It does not hurt. It’s almost gives you legitimacy in some eyes. People, in a way, feel like you are worth their attention because you have done something with someone like that. But the hustle never ends. I am still out there shooting whatever interesting things come my way.
Where does your interest in fashion stem from?
I never really liked fashion. I always thought it was a superficial thing. What changed for me was when I shoplifted a book on [British fashion designer] Vivienne Westwood when I was young. I was really into punk rock as a kid, and I had this strong anarchy phase. I didn’t realize how much of a message you could send within a garment. Westwood opened my eyes to that. That meant so much to me.
Do you prefer digital or analog?
I do both, but I’m big on analog. I worked in a movie theatre, and I’d always be in the projection room. I loved that. So, when I first moved here, one of the big things I did was I learned the collodion process, which is a 19th century photo process. Now, it’s having a moment again, but when I first started doing it, it was just starting to get interesting again. I love analog. If I could, I would shoot analog for everything.
How would you describe your aesthetic?
I don’t think I have an aesthetic that’s my own yet. If you see my photo, I’m not quite sure someone can tell that’s my photo. That’s something I’m working on right now, and I don’t think you stop working on that.
You’ve photographed Earl Sweatshirt. Tell me about that image.
I shot a series of tintypes at the last Afropunk Festival. I’ve been wanting to do it in a festival set up for a long time, but it’s tricky to pull it off because you’re talking about a large format camera and setting up a portable darkroom on the spot. I’ve been shooting Afropunk now for four years now, so I was able to talk to them about the idea, and they were into it. Earl was, I think, really high when he came for that photo. I think the lights made him cry because they were so bright, so I just got this really beautiful photo of Earl crying. That’s probably one of my favorite photos from that day.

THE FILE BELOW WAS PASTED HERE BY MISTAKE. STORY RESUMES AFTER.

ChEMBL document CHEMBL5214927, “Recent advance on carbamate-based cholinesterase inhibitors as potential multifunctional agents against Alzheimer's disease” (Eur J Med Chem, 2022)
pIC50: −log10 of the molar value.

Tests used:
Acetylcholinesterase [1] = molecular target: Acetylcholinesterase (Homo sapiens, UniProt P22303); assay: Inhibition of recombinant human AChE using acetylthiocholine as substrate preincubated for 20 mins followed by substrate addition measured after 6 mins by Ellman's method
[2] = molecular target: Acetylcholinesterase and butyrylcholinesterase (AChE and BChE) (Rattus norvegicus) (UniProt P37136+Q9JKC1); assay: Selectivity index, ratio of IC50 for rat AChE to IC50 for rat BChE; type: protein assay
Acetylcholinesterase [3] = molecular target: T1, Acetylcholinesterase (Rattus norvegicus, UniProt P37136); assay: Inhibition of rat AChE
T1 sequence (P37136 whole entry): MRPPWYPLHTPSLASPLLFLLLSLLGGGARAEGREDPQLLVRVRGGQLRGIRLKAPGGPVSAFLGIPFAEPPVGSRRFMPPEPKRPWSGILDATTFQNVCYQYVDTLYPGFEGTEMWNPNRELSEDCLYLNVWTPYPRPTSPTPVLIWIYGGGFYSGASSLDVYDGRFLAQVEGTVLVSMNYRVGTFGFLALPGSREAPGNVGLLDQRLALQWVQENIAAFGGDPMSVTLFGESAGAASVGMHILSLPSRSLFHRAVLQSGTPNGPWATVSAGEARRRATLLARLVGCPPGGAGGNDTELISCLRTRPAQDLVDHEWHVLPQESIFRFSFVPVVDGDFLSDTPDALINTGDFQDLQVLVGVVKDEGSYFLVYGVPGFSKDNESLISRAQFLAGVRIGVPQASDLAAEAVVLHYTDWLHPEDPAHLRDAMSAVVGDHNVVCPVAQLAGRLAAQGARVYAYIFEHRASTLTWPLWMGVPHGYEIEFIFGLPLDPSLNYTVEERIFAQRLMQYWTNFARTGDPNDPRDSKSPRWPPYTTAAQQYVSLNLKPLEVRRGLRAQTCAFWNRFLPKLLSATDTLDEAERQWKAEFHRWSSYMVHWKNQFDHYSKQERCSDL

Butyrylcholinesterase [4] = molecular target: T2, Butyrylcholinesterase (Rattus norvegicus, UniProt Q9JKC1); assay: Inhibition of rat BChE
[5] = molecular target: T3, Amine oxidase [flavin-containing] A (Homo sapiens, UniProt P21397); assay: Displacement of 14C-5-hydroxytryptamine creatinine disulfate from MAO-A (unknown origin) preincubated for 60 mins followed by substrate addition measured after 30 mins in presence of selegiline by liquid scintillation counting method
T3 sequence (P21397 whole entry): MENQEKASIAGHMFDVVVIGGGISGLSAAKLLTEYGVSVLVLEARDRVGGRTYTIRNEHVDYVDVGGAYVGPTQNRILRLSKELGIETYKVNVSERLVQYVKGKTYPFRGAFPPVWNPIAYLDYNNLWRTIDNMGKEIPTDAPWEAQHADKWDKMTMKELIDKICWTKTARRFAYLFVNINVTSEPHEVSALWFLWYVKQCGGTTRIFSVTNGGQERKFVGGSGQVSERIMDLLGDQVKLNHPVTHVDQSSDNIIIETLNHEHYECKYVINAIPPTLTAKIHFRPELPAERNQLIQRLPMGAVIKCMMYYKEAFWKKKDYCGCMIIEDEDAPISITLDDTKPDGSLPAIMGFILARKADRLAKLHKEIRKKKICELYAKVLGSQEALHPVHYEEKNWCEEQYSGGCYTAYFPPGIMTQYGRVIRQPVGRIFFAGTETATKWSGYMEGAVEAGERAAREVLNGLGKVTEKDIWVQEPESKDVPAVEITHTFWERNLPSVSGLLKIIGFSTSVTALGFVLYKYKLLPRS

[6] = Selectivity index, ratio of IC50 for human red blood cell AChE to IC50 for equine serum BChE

What’s the story behind your photo of Lil Yachty?
That was from behind the scenes of Leaf and Yachty’s video for “Nada.” I actually never heard his music until that day. I didn’t know anything about him. I don’t listen to a lot of hip-hop, so I came in not knowing who he was or what his music sounded like. In a way that’s good. I don’t have any assumptions of how they are.
What was it like shooting the Off-White and Rick Owens Spring/Summer 2017 shows during Paris Fashion Week?
I really like what Virgil’s doing right now. He’s really ahead of what’s happening with the youth, and he’s an interesting character. I’m always attracted to people like that who are visionaries in their field. I love Rick Owens. They’re a good [fashion] house to get creative and weird. They let you do whatever you want to do, which is great.
What’s next for you?
I probably want to take a little break from shooting and work on some personal projects. I feel very pressured, in a way, to have to meet people’s expectations of what they think my work should be. It’s frustrating. I just want to work on my own things and then just come back and unleash everything on everyone. I would love to get back into movies as well. That’s something I’ve always wanted to do, and I didn’t really get a chance to do it. But, you know, it’s never too late.